Rizzo Lab Downloads
SB2010 Docking Database [2010.05.19 Initial Release]
The base version of the database is presented as Receptors, Ligands and Spheres, which is applicable to any docking program. The spheres and grids are meant to be used with any version of the DOCK program. SB2010 is an on-going project; more structures and related resources will be added in the future.
|Receptors, Ligands and Spheres||SB2010.05.19_rec.lig.sph.tar.gz|
|Energy and Bump Grids||To be released|
DOCK Input Files
These are the DOCK input files used to evaluate the database.
|Fixed Anchor (FAD)||FAD|
|Flexible Ligand (FLX)||FLX|
SB2010 Ligand Flexibility Subsets
The Flexibility Subset Lists divide the database into three subsets to allow benchmarking of docking programs across three ligand flexibility ranges.
|7 or less||7orless|
|8 to 15||8to15|
SB2010 Protein Families [2010.05.19 Initial Release]
The 25 large protein families in the database are presented as subsets below. Another 25 smaller families (i.e less than 7 members) are also present in the database.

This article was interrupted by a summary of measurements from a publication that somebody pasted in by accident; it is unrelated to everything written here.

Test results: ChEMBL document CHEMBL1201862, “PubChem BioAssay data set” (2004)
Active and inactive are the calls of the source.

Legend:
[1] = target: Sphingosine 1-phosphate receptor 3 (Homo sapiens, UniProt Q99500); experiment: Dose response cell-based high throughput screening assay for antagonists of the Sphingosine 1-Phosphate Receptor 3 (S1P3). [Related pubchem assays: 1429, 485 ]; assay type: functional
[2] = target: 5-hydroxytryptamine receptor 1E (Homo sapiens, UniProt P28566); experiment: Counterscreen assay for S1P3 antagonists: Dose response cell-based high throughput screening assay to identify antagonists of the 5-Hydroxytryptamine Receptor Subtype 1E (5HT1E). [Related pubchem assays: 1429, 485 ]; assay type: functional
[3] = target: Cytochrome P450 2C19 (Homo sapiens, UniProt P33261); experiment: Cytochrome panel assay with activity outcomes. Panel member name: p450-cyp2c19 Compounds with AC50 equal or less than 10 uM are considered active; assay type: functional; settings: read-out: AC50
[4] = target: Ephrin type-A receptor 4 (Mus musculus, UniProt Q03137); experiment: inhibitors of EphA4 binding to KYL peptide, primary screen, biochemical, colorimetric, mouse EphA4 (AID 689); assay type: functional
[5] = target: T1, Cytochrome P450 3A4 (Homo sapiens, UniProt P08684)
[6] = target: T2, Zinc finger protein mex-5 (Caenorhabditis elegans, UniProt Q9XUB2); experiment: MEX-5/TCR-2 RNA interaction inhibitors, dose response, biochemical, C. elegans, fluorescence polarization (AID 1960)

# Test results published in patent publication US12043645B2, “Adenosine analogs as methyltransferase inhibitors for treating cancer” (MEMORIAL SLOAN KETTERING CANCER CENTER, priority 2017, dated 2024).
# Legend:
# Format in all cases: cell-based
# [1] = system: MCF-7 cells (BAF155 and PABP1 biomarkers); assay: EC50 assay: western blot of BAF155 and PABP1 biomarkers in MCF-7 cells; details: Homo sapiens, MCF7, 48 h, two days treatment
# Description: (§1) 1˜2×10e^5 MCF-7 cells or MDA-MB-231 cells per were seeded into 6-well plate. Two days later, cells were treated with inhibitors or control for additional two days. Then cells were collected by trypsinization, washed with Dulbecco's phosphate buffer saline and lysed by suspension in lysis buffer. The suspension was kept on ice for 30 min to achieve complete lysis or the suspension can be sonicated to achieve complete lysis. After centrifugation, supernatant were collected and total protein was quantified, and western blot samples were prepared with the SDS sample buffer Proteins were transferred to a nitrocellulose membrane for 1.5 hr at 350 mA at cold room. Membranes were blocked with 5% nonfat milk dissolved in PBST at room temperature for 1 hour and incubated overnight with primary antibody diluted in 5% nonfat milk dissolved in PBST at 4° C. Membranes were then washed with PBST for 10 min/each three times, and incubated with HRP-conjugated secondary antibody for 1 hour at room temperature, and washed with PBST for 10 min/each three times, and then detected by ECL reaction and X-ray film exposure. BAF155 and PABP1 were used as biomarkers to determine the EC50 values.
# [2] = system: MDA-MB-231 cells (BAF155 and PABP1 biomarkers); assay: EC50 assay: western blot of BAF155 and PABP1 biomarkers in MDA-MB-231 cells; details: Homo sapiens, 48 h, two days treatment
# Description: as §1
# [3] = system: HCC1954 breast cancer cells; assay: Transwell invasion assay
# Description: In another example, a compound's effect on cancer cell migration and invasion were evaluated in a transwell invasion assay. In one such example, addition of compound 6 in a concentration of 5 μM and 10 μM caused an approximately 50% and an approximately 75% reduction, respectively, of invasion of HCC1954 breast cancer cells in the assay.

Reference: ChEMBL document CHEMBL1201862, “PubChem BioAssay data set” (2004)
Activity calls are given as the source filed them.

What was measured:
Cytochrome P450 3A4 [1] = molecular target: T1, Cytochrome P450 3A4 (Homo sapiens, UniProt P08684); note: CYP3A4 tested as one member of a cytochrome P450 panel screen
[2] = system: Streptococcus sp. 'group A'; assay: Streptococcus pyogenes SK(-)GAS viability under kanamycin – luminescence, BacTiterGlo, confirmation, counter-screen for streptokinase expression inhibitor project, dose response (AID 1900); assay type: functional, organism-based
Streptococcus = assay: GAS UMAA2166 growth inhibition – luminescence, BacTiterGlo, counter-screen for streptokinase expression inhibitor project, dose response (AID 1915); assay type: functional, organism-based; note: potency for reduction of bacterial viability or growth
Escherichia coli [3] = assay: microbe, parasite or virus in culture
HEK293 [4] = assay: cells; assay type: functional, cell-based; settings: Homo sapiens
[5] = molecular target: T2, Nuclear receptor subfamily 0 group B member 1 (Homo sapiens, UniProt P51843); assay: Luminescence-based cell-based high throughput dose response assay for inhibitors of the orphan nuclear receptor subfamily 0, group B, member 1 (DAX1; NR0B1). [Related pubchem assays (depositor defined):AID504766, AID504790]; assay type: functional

|HMG COA Reductase||20|
Alignment for 5 protein families are presented. Each receptor was aligned to the first PDB code in the corresponding family list above. The same transformation was then applied to the ligand. Since energy and bump grids for the aligned receptors are also included, these files are fairly large (300MB-1.4GB).
Sample Docking Results
Sample docking results with the top scored pose for each pdb code. These results were produced with DOCK 6.4, using the dock input files shown above. Please note that you will get slightly different results, depending on the environment you use to compile the dock binaries.
Alternative Ligand Starting Geometries
XXXX.lig.mmff94x_gasmin.mol2 are alternative initial ligand coordinates obtained from gas-phase minimization (in absence of the receptor) with the MMFF94x forcefield with the MOE 2009.10 program. MMFF94x charges are assigned to the ligands before minimization.
Starting geometries optimized with gaff, opls, am1 and pm3mm were generated as well. These are available on request.
This database is derived from structures originally downloaded from the Protein Data Bank. This resource is meant to be freely useably by the docking community, both academic and commercial institutions. The manuscript for this work has been submitted and is currently under review.